The difference is that Star Trek has always had some kind of agenda at its heart: feminist, liberal, egalitarian, whatever. If you sell your programme or film as a 'progressive vision of the future', then don't use women as sexual objects to ogle at.
Star Trek Into Darkness and Star Trek 2009 are not overtly sexist, but they certainly contain problematic gender dynamics. I don't think modern-Trek should treat one half of the population as window dressing or (God knows the old versions certainly did). It's boring, it's anachronistic, and it's letting down young boys and girls.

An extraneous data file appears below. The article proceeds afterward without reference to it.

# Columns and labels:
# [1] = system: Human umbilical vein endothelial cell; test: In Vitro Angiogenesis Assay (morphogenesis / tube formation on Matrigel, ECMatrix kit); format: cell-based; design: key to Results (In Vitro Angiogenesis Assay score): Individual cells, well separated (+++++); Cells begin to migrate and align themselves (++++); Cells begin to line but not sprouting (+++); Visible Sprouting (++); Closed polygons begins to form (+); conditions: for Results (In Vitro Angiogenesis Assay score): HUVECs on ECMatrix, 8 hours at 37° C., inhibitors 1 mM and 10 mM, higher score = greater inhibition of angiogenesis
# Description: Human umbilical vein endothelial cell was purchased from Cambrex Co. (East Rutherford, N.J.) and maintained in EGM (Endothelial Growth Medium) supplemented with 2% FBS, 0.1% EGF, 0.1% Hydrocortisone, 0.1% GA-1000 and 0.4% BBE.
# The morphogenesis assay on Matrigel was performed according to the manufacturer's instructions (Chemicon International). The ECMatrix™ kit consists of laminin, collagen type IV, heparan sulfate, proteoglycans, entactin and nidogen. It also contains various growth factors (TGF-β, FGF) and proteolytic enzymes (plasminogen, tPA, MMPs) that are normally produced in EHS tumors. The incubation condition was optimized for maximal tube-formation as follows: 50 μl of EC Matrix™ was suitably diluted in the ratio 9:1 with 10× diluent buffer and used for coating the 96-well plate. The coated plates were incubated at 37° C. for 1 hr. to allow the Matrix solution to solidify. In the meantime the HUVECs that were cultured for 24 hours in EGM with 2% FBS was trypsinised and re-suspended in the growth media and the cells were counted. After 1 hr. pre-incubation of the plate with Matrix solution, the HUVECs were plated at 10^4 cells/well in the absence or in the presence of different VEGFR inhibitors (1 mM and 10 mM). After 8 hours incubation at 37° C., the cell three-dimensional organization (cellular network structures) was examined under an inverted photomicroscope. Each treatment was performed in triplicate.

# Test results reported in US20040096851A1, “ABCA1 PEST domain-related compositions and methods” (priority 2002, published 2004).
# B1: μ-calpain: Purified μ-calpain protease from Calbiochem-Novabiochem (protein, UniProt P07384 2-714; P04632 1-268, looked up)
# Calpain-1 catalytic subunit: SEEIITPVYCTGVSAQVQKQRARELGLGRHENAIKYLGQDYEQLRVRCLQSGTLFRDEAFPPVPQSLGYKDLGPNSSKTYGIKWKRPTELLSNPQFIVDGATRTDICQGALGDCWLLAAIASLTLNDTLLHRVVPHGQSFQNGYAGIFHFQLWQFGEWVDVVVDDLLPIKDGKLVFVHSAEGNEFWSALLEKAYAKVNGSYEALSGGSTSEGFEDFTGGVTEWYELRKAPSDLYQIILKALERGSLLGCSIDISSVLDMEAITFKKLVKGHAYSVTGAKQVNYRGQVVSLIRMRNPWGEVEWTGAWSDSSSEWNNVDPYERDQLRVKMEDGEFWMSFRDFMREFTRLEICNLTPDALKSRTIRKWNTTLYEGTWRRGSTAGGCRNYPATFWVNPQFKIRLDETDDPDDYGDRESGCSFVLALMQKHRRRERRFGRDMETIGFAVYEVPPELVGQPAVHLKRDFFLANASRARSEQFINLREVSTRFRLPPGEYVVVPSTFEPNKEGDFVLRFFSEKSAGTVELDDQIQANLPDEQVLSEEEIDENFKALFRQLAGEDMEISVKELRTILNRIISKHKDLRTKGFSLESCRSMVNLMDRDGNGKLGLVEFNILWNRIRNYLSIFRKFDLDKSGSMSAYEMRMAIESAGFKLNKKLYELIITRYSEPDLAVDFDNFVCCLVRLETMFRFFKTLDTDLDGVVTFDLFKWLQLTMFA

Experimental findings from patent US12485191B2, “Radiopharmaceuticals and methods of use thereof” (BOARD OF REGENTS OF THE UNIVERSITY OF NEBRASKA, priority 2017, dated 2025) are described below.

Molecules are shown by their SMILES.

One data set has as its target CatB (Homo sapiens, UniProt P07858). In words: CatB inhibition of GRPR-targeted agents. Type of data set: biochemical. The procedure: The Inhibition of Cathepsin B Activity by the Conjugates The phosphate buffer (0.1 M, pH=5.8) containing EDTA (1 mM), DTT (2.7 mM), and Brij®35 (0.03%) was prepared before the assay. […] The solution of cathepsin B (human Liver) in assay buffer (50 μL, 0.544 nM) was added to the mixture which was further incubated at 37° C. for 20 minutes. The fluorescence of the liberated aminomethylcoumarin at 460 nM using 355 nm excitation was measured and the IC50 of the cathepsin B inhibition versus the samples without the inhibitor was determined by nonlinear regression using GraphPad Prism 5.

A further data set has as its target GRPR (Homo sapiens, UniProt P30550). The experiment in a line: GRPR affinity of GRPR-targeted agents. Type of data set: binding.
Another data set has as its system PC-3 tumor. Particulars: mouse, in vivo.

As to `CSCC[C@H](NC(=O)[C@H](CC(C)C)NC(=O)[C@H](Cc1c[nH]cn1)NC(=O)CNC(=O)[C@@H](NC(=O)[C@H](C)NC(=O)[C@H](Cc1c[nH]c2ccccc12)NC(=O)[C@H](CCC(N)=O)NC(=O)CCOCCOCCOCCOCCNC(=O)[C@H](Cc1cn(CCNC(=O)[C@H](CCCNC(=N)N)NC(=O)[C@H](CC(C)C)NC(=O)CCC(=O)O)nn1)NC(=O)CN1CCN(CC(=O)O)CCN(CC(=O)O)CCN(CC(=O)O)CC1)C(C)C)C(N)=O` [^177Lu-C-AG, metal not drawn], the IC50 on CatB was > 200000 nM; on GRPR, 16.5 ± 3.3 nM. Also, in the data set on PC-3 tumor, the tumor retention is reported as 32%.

Not really. What would really be "letting down young boys and girls" are parents who allow entertainment to substitute for the hard work of teaching values to their children. If any parent feels strongly enough about a particular value, they will take time to pass that value on to their children and ensure they've understood it. If that is done, then the children should not be so easily swayed away from that value by a 2 hour bit of entertainment. Indeed, if the lesson is well-learned, the children will raise the value conflict on their own (if they're too young, the parents are free to point out the conflict). However, the filmmakers have NO OBLIGATION to produce something that won't "let down" any particular "young boy or girl". No obligation whatsoever. We, as the audience, are NOT entitled to be satisfied on that score--ever. We merely have the right to agree or disagree with what we see and say so.